At around the same time, recreational sports like paintball, laser tag, and a painful-sounding BB gun variant were just starting to take off in China. Lacking an easy explanation for the appeal of these new hobbies, their proponents decided to latch on to the exploding popularity of Counter-Strike and refer to all three simply as "Live-action Counter-Strike." The name stuck: here it is listed amidst other "rest and recreation" activities on Dianping, the most popular Chinese review app.
秒杀 – miao3 sha1
In MMORPGs, "second-kill" is the act of instantaneously defeating an enemy through overwhelming force in online MMORPGs. But around 2009, e-commerce vendors adopted the term to describe a type of flash sale where a small number of items are dramatically reduced in price and then snatched up in an instant. It's now an activity taken so seriously by its practitioners ("0.01 seconds can be the difference between success and failure," warns the start of one tutorial) that it may as well be reclassified as an eSport. The term is now so popular, people often abbreviate it to just 秒, used as a verb.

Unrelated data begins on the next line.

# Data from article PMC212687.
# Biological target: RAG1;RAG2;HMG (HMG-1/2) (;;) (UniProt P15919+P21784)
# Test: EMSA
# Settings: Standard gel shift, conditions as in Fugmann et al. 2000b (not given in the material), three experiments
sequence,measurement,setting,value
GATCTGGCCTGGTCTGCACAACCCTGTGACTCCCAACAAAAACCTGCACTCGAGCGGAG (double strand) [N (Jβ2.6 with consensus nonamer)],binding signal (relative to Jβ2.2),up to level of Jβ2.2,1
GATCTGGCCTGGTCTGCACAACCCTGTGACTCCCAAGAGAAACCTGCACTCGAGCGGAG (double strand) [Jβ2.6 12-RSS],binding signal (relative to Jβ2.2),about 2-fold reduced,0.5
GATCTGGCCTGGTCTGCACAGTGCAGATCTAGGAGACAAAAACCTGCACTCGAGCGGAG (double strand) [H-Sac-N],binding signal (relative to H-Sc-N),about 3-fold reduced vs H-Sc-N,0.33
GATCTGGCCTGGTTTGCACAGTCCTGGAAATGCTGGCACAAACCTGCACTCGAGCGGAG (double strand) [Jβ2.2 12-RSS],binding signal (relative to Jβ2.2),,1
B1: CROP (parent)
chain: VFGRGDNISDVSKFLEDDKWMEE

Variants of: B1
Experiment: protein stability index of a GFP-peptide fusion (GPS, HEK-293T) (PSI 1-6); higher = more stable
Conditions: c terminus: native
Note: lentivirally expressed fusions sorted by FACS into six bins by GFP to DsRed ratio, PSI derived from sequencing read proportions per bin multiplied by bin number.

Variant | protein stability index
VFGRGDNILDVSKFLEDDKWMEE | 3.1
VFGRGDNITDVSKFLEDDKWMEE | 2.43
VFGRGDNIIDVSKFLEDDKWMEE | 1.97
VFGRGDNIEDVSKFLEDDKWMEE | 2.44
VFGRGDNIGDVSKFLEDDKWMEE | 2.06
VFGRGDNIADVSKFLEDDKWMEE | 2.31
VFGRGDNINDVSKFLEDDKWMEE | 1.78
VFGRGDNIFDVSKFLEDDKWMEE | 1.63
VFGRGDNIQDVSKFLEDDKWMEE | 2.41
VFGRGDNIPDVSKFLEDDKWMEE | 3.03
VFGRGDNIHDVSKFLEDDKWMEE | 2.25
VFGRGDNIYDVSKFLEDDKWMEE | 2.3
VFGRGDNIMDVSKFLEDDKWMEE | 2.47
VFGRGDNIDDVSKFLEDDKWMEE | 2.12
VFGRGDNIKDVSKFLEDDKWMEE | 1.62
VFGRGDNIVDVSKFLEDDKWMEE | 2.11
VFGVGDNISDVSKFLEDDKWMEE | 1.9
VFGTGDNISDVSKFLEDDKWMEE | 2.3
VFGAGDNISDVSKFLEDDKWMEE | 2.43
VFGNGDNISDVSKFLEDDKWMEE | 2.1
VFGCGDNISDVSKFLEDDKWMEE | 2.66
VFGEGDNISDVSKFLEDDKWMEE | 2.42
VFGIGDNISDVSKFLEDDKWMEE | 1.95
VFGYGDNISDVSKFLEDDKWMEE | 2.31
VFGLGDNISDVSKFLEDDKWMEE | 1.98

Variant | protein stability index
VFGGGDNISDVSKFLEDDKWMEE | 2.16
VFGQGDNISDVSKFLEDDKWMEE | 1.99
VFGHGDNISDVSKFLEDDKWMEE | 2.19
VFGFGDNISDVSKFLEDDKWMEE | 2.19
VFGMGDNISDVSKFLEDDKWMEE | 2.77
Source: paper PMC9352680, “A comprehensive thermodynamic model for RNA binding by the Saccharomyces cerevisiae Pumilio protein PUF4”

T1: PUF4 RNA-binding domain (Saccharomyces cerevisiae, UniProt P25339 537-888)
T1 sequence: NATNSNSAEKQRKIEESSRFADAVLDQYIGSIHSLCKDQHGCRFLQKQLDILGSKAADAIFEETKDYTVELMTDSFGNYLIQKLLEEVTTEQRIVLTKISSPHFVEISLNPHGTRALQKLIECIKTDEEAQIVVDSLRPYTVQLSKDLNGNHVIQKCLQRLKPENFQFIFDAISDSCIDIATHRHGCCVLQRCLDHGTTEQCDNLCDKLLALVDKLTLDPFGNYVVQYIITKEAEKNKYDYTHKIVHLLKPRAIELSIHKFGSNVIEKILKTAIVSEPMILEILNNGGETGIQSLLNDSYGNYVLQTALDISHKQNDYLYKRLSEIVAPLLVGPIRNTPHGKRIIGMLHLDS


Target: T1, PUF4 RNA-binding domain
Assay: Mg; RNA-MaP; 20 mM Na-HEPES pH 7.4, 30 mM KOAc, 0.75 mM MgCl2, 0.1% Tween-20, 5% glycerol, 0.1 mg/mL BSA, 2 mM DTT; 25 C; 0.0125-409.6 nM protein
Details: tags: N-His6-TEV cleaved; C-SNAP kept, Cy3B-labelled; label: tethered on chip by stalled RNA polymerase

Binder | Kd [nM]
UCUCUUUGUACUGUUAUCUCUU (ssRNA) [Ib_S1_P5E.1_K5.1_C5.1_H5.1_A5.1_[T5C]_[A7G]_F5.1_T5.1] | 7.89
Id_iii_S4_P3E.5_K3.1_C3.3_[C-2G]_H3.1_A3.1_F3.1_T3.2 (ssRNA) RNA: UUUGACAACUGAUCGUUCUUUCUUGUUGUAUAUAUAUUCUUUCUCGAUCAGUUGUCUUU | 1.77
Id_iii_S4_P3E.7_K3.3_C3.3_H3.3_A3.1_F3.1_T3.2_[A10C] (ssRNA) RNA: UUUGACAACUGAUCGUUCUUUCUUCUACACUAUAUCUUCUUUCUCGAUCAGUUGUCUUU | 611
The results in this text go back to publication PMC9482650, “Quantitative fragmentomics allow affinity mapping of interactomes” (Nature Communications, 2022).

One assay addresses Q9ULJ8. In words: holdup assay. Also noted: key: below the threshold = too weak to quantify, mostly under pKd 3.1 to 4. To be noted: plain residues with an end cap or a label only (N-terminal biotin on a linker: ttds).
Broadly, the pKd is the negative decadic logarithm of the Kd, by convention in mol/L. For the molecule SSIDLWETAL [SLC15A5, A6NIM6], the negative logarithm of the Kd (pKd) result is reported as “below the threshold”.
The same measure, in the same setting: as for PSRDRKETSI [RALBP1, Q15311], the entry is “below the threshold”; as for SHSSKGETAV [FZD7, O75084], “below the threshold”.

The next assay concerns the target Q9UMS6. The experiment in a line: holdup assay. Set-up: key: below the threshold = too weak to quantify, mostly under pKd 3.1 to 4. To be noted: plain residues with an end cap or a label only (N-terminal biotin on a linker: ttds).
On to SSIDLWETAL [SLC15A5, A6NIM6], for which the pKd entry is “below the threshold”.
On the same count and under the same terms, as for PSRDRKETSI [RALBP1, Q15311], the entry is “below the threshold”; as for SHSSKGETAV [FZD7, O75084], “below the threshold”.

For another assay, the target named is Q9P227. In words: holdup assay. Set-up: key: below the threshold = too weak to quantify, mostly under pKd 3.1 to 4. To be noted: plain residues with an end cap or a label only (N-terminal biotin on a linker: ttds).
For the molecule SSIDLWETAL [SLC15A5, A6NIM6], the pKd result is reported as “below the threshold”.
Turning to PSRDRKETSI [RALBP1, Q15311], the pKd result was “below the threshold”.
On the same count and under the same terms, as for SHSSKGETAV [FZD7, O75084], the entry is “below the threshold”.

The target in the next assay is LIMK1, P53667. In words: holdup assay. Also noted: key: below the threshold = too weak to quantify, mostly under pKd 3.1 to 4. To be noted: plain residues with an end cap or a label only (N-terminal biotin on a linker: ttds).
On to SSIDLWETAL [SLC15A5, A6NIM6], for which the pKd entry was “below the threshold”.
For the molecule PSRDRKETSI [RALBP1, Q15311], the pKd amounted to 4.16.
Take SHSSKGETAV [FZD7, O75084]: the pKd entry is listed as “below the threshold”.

"Full Blood Resurrection"
满血复活 – man2 xue3 fu4 huo2
Originally a term that meant respawn—an action in in an online game where the player's character is resurrected and restored to full health, the phrase is now used to mean "recover" in a general sense. Remember the adorable, giant inflatable duck in Hong Kong that deflated in Victoria Harbor? Chinese newspapers celebrated its "full blood resurrection" when it was restored to its happy, floating self.